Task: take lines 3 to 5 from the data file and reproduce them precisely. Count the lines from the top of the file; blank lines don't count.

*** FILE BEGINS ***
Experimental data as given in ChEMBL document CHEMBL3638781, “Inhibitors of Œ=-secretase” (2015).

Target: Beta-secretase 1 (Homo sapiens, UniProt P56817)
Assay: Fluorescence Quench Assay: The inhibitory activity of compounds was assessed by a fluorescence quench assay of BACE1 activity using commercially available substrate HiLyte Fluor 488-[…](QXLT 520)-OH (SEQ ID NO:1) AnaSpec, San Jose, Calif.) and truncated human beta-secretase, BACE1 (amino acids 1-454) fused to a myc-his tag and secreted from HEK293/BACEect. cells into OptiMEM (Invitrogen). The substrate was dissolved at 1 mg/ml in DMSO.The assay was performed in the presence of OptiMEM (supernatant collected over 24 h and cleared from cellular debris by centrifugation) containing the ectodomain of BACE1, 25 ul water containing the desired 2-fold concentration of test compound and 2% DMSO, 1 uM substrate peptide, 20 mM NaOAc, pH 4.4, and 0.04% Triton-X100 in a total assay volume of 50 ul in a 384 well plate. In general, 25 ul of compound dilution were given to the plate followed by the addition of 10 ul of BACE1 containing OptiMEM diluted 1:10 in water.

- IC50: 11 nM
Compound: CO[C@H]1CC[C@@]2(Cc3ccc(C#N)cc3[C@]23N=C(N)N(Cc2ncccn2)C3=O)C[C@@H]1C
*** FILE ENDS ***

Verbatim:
Assay: Fluorescence Quench Assay: The inhibitory activity of compounds was assessed by a fluorescence quench assay of BACE1 activity using commercially available substrate HiLyte Fluor 488-[…](QXLT 520)-OH (SEQ ID NO:1) AnaSpec, San Jose, Calif.) and truncated human beta-secretase, BACE1 (amino acids 1-454) fused to a myc-his tag and secreted from HEK293/BACEect. cells into OptiMEM (Invitrogen). The substrate was dissolved at 1 mg/ml in DMSO.The assay was performed in the presence of OptiMEM (supernatant collected over 24 h and cleared from cellular debris by centrifugation) containing the ectodomain of BACE1, 25 ul water containing the desired 2-fold concentration of test compound and 2% DMSO, 1 uM substrate peptide, 20 mM NaOAc, pH 4.4, and 0.04% Triton-X100 in a total assay volume of 50 ul in a 384 well plate. In general, 25 ul of compound dilution were given to the plate followed by the addition of 10 ul of BACE1 containing OptiMEM diluted 1:10 in water.

- IC50: 11 nM
Compound: CO[C@H]1CC[C@@]2(Cc3ccc(C#N)cc3[C@]23N=C(N)N(Cc2ncccn2)C3=O)C[C@@H]1C